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Be careful with payday lenders

The article below shows the importance of understanding money; understanding why we do what we do around money as well as gaining financial literacy. If more people understood money, the payday lenders would have fewer customers.

This is from the ABC website:

Corporate watchdog ASIC is investigating a payday lender accused of lending to drug addicts, gamblers and people who are illiterate as well as changing the terms of loan contracts after they have been signed.

The ABC’s Four Corners uncovered disturbing conduct by online lender Good2Go Loans, triggering an investigation by the Australian Securities and Investments Commission.

An insider has revealed numerous cases of irresponsible lending by the company, including lending to a person who was drug affected and another who could barely read or write.

“Someone would come in and you would know that they’re visibly affected by drugs,” the whistleblower said.

“I’d be told: ‘It doesn’t matter mate. That loan stacks up. Write the loan’.

“I’ve had someone with multiple payday loans from other lenders and it’s clear they’ve got a gambling problem — they’ve got all these online gambling payments on their bank statements. They got the loan.”

Four Corners has seen evidence that Good2Go Loans changes the terms of contracts which allow it to get around legislated caps on fees and charges.

After Good2Go Loans customers agree to a two-year repayment contract, the company sends out an SMS message with new terms including an increased repayment which shortens the duration of the loan.

The tactic allows Good2Go to avoid a 20 per cent cap on loan establishment fees set down in federal law.

One Good2Go loan, seen by Four Corners, included a $250 “establishment fee” on a $500 loan.

“The loan contract will say the loan’s for 104 weeks, but 99 per cent of the time that doesn’t happen,” a whistleblower said.

“So once they email back to say ‘I accept’, we change it on them. We send them an SMS saying their new loan repayment amount.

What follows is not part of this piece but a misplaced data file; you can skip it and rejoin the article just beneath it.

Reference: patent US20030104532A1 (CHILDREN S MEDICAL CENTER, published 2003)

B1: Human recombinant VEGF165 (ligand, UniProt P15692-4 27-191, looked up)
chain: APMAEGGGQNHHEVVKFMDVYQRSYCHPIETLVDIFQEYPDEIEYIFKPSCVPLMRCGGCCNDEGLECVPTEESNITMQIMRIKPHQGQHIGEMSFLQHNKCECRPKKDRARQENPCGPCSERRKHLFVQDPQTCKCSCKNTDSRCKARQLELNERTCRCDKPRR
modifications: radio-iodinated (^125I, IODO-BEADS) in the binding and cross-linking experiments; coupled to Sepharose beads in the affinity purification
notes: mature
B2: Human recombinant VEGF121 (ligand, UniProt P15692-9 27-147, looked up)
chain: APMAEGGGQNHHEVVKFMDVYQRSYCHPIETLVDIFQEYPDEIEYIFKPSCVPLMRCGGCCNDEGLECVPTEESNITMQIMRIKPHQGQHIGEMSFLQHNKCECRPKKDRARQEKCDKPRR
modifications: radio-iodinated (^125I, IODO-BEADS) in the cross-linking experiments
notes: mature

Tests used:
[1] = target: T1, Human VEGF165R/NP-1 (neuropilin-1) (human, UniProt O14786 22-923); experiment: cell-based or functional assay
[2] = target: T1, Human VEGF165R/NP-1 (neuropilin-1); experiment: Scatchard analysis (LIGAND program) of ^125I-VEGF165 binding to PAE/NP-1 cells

“They’re hoodwinked. They might’ve signed a contract saying they’ll repay, say, $7 or $10 a fortnight, but then it’s changed so they’re paying back, say, $72 a fortnight.

“They weren’t expecting that kind of repayment, so they might miss payments, payments might bounce, then come a whole range of dishonour fees.”

Applicants’ ‘numbers fudged, budgets adjusted’

The law prohibits payday lenders from giving credit to customers who cannot afford it or where the repayments would cause substantial hardship.

But the insider from Good2Go Loans told Four Corners: “Basically the numbers are fudged. The budgets are ‘adjusted’.”

“The customer might tell you they spend $40 a week on smokes; you put down $10. You put down $5 for clothes so they can buy a T-shirt [then] they won’t go clothes-less. We’ve been told that as long as there’s an allowance in there, it’s fine.

“The managers will try their darnedest to make the budget fit.

“There would be occasions where you just simply couldn’t, but nine times out of 10 they’d make it work.”

The insider said the attitude of the company’s management towards customers was “total disregard”.

“[Management thinks] ‘f**k them, bad luck, just do what you’ve got to do, they’re just f*****g Centrelink people, it doesn’t matter’, you know? ‘They’re bludgers’,” the insider said.

Good2Go Loans did not respond to questions from Four Corners.

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